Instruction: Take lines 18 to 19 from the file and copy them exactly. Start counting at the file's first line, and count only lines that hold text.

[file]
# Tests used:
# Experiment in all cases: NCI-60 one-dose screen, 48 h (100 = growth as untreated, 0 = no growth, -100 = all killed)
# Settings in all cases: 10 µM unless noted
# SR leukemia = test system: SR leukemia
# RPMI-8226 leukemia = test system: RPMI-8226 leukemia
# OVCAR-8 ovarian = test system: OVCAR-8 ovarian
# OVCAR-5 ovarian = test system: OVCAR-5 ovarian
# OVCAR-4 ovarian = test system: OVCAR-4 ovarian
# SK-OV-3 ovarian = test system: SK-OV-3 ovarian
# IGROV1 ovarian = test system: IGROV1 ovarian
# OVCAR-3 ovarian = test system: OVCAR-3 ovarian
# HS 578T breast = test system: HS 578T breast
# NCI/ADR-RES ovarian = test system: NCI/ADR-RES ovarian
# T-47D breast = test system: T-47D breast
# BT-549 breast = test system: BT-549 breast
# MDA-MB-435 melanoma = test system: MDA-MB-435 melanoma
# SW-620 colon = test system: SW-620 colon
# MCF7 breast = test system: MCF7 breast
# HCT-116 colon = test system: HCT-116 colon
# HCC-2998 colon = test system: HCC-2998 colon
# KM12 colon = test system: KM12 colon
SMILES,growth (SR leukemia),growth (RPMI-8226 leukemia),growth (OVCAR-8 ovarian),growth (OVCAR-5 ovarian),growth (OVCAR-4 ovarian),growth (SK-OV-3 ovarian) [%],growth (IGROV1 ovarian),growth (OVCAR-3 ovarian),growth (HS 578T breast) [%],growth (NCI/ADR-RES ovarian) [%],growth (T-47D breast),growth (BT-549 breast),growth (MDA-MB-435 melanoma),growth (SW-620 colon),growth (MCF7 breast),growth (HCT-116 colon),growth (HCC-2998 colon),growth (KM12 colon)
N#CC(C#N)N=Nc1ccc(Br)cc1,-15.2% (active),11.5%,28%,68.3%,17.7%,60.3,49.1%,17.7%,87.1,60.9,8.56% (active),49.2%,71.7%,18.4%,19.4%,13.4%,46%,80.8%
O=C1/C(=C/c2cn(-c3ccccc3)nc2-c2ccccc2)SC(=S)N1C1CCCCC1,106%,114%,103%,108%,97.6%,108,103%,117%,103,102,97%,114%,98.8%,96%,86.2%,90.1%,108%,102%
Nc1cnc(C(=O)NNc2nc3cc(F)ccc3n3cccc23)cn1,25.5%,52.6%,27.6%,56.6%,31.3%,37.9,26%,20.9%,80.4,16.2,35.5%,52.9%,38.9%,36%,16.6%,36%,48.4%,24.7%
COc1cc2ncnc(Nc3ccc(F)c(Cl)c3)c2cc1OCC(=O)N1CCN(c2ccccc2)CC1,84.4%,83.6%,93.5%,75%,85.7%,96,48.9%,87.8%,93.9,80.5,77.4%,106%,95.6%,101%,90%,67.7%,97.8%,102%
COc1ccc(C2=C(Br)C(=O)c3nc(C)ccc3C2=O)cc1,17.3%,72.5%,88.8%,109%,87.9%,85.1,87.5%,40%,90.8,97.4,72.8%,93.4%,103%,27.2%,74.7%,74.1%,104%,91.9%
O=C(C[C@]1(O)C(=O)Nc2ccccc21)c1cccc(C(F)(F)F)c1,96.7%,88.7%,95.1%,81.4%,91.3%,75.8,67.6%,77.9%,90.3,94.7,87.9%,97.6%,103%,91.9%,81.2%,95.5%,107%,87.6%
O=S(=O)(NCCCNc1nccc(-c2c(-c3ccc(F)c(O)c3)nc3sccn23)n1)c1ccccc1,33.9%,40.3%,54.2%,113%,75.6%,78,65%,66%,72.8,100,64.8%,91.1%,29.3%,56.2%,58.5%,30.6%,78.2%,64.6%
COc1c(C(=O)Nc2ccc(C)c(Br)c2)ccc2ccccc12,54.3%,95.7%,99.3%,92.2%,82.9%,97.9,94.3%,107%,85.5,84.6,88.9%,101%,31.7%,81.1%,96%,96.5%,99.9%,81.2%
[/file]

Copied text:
# MCF7 breast = test system: MCF7 breast
# HCT-116 colon = test system: HCT-116 colon